Choosing a toothbrush can be a personal decision, but no matter which brush shape and add-ons you choose, choose a soft or extra soft bristled brush to keep your gums healthy.

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SDManageSoft vs. Medium bristled toothbrush

Looking for Dental Insurance?

on January 29, 2014

Several patients have been looking for dental insurance for the new year; so we thought it was time to write another blog about dental insurance.

Where to Look

The first place to look for dental coverage is through your employer. Often companies can get better rates for dental insurance for their employees because they contract for a large group of people.

If your employer does not offer dental insurance, or you are self-employed, you will have to search to find either a medical plan that includes dental, or a stand-alone dental plan. In years past, stand-alone dental insurance was difficult to find for individuals. These days, an internet search for dental insurance will bring up several different places you can shop online for dental insurance, such as eHealthinsurance.com. Additionally, with the implementation of the Affordable Care Act, you can enroll in stand-alone dental insurance through healthcare.gov.

What to Look For

With these and other similar websites, you will be presented with many different options for dental insurance. This may be a bit overwhelming, but our Evanston dentist office is here to help!

There are three types of dental insurance: HMO (sometimes DMO), PPO (sometimes DPO), and indemnity.

  • HMO insurance requires you to go to an in-network dentist to get coverage. If you already have a dentist that you enjoy seeing, such as Dr. James or Dr. Robert, then it is best to contact your dentist to find out if they are in-network before purchasing an HMO insurance.
  • PPO insurances allow more flexibility, as you can see any dentist that you would like to see. These insurance plans provide different coverage for visits to in-network and out-of-network providers.
  • Indemnity plans allow for the most flexibility. These plans allow you to see any dentist that you would like to see without any changes in coverage.

Additionally, you should look at the maximum benefits. Unlike medical insurance, where you pay for your portion up to the maximum and then insurance covers everything after; dental insurance covers you at your contracted rate until you reach the maximum benefits, then you are responsible for the costs of any treatment above the maximum. So, a dental plan with a maximum of $500 wouldn’t cover as much as a dental plan with a maximum of $3,000.

Finally, look for an orthodontic option. Some insurance plans include an orthodontic option that you can opt in or opt out. If you are not planning on having orthodontic work – such as braces or Invisalign – you may opt out of this option to save yourself some money. If you are planning on orthodontic work or are unsure, it is best to opt-in. However, make sure it is a benefit and not a discount option. Your dental office may not participate in a discount plan, especially if they are out-of-network.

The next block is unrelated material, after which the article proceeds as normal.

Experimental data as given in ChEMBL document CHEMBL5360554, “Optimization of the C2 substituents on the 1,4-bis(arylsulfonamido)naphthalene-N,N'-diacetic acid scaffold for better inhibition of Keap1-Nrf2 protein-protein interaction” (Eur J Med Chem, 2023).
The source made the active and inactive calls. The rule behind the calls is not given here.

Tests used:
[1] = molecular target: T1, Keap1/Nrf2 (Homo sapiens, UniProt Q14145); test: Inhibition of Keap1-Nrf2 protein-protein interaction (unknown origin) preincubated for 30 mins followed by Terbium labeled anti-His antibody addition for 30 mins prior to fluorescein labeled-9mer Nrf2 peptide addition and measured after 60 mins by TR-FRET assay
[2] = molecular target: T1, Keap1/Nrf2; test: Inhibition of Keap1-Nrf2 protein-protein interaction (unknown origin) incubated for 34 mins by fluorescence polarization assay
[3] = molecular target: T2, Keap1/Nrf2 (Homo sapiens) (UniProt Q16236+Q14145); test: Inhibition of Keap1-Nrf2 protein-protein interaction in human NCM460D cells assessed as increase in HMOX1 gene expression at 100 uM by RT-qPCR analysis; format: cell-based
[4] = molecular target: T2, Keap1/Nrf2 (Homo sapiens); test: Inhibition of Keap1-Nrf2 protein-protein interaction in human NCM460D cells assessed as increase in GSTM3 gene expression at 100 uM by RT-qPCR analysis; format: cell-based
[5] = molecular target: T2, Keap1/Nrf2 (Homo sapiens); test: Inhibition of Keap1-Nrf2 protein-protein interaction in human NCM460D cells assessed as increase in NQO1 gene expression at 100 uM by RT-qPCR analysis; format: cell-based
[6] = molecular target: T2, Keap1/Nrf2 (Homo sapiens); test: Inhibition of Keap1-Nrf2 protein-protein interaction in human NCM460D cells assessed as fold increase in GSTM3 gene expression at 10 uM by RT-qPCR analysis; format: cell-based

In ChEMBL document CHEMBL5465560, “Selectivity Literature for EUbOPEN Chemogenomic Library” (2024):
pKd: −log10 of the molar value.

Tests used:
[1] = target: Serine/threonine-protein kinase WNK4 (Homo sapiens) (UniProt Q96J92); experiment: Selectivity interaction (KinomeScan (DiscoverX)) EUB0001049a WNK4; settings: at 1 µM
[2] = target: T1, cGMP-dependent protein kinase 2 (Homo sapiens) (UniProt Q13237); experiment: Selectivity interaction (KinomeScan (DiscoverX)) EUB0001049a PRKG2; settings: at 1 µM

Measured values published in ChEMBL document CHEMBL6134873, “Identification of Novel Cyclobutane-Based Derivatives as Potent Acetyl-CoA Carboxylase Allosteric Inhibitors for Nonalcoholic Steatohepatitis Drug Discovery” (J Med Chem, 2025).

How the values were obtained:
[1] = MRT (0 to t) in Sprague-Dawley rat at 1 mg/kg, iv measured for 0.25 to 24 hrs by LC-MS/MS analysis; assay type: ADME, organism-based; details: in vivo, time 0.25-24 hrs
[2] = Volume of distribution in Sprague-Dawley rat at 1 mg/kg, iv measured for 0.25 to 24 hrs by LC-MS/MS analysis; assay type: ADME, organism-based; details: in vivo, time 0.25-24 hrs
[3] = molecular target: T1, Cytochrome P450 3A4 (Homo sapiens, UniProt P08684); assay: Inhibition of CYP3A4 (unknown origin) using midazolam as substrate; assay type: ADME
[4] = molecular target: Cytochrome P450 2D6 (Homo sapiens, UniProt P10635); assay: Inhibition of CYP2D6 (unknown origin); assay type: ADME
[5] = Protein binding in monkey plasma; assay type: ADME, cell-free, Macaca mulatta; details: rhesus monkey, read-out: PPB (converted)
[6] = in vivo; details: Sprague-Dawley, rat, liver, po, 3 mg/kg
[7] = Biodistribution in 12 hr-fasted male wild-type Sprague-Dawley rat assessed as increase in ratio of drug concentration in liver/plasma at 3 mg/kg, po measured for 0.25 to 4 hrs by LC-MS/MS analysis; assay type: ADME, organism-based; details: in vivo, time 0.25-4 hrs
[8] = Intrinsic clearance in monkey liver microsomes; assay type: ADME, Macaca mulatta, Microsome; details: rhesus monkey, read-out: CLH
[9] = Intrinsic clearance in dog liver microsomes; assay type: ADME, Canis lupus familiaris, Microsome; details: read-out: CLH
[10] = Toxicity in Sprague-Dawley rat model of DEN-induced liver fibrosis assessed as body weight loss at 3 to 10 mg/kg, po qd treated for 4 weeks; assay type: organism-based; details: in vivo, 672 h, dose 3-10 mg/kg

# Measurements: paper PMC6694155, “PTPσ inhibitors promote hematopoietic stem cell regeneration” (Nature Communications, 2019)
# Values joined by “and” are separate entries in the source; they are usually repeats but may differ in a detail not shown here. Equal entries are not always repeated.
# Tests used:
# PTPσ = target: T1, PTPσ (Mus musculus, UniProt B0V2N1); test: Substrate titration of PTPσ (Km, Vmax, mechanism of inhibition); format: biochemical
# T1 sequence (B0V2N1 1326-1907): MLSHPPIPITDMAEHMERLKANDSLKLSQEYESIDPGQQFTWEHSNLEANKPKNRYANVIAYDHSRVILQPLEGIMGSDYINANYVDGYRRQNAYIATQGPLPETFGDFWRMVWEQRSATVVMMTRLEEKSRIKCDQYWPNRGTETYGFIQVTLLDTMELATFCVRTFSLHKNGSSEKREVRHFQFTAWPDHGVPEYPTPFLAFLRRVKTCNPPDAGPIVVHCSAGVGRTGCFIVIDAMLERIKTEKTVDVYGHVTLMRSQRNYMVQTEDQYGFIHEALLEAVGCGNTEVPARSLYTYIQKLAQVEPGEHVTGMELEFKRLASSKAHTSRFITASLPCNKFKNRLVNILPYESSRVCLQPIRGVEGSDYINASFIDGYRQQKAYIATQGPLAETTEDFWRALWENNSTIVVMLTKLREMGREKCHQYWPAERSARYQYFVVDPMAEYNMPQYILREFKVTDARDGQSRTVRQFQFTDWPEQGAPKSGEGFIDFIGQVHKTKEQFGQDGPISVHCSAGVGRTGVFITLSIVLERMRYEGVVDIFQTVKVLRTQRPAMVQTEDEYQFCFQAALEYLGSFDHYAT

Things to Watch Out For

There are several different things to watch out for when you are purchasing dental insurance. The first thing to be aware of is a waiting period. Some insurance plans will have a waiting period before they will cover basic or major services. If you are looking for dental insurance because you have treatment you pending, look for a plan that does not have a waiting period.

Secondly, some insurance plans may have a ‘missing-tooth’ clause. This is similar to the ‘pre-existing condition’ clause in medical insurance plans. With a missing-tooth clause, insurance will not cover a replacement for a tooth that was missing prior to you having insurance with them. In some cases, the missing tooth clause is waived after a certain period of time. Check your plan to see if there is a missing tooth clause, and if so, when it may be waived.

Finally, most insurance plans have a ‘replacement’ clause. On average, insurance will cover a replacement for a crown or bridge once every five years. You should peruse your insurance plan and see what the specific limitations are on replacement of restorations. If you are planning on having major restorations replaced – such as a crown, onlay, inlay, or bridge – find out the date when the restoration was originally placed so you are prepared when your insurance requests the information.

 

Purchasing dental insurance can be overwhelming, but it doesn’t have to be. Take the time to learn what you are buying to make sure it works for your needs. If you have more questions about dental insurance, check out our other insurance blog posts. If you are purchasing insurance to use at our office, feel free to call our Evanston dental office with any questions. Our staff would be happy to help answer any of your questions.

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SDManageLooking for Dental Insurance?

How to choose your toothpaste

on January 29, 2014

Toothpaste AisleTrying to choose toothpaste from the wall of toothpaste at the grocery store can be intimidating. With all of the different types and brands you may be confused as to which one to purchase. Choosing a toothpaste shouldn’t be this hard, and it doesn’t have to be. We’re here to make it simple. 

Ingredients